Some research suggests that vitamin C may reduce cartilage loss and osteoarthritis progression. One randomized, placebo controlled crossover trial and showed that osteoarthritis pain significantly decreased in the vitamin C group in comparison to the placebo.


Although vitamin C is essential for the formation of collagen and proteoglycan and has been shown to minimise surgically induced arthritis in guinea pigs, no controlled trial has examined its effect on human osteoarthritis.
The trial was a multicenter, double-blind, randomised, placebo-controlled, crossover-trial performed by ten general practitioners. The Declaration of Helsinki and the European guidelines for good clinical practice were strictly followed. One hundred and thirty-three patients with radiographically verified symptomatic osteoarthritis of the hip joints and/or the knee joints were treated with one gram of calcium ascorbate or identically looking placebo tablets. The calcium ascorbate tablets and the placebo tablets should be swallowed daily for 14 +/- 3 days respectively, separated by 7 +/- 3 days wash out. The main outcome measure was difference on the 100 mm visual analog scale (VAS) score for pain in a preselected joint. The secondary outcomes were Lequesne score for function and patient preference.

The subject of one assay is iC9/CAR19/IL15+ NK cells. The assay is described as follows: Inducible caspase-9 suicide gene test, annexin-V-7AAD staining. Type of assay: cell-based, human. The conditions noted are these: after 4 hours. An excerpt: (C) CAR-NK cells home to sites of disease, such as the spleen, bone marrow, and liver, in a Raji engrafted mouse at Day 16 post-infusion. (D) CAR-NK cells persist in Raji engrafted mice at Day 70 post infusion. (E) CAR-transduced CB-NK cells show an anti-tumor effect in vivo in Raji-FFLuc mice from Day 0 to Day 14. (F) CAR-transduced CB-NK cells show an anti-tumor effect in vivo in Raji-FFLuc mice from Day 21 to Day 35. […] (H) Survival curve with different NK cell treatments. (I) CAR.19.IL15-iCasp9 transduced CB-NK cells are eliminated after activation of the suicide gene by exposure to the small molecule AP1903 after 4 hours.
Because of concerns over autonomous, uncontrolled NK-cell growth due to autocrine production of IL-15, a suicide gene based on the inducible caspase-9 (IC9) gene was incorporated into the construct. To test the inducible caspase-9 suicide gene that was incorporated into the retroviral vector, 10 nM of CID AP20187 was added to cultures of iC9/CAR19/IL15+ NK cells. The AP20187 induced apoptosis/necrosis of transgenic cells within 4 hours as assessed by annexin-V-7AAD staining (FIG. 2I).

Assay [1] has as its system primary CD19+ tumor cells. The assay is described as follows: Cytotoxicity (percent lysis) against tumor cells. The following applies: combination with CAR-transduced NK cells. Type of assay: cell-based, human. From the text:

Calculated on an intention-to-treat principle, calcium ascorbate reduced pain significantly compared to placebo (p = 0.0078 by analysis of variance between groups (ANOVA) for difference in VAS, mean difference 4.6 mm (95% CI 1.2-8.0). Similar superiority was found for Lequesne index (p = 0.036, difference 0.56 (95% CI 0.04-1.08) and for patient preference (p = 0.012).
The demonstrated effect is less than half as pronounced as commonly reported for NSAID etc. If the finding can be reproduced with a smaller, acceptable intake of vitamin C this would be of importance considering the large prevalence of osteoarthrosis."